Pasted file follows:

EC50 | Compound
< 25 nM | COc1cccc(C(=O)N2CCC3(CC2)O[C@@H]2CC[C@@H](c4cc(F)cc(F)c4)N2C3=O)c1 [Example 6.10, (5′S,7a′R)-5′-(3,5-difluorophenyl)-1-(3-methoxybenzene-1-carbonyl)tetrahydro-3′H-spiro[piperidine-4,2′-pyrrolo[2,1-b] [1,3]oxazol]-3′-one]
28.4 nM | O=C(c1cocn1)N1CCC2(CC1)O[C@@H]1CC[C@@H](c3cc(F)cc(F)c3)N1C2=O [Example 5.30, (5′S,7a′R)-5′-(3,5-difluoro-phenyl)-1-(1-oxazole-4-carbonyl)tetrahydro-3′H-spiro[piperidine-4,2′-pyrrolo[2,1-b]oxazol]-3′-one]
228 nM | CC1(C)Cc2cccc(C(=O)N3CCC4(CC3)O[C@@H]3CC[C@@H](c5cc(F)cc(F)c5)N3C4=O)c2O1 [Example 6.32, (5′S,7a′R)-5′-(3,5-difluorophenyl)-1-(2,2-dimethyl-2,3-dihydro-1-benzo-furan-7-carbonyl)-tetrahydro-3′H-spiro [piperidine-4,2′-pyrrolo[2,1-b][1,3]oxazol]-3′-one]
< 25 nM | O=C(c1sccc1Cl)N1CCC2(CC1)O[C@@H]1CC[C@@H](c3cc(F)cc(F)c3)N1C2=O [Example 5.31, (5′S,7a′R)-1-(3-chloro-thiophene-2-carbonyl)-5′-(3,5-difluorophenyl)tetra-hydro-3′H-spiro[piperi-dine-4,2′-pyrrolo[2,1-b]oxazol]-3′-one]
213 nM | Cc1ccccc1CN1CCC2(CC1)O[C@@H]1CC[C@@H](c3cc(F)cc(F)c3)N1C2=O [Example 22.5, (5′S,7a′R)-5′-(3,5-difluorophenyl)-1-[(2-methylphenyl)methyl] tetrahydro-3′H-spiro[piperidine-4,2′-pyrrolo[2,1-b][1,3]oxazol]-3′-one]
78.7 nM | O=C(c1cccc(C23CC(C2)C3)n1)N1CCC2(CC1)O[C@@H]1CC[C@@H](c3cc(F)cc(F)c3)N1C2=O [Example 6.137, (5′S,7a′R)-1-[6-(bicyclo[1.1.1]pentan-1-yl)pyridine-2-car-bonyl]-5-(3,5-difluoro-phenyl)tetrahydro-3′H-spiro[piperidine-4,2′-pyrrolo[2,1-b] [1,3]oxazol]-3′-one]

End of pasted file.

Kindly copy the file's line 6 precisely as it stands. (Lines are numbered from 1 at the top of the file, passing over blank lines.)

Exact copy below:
213 nM | Cc1ccccc1CN1CCC2(CC1)O[C@@H]1CC[C@@H](c3cc(F)cc(F)c3)N1C2=O [Example 22.5, (5′S,7a′R)-5′-(3,5-difluorophenyl)-1-[(2-methylphenyl)methyl] tetrahydro-3′H-spiro[piperidine-4,2′-pyrrolo[2,1-b][1,3]oxazol]-3′-one]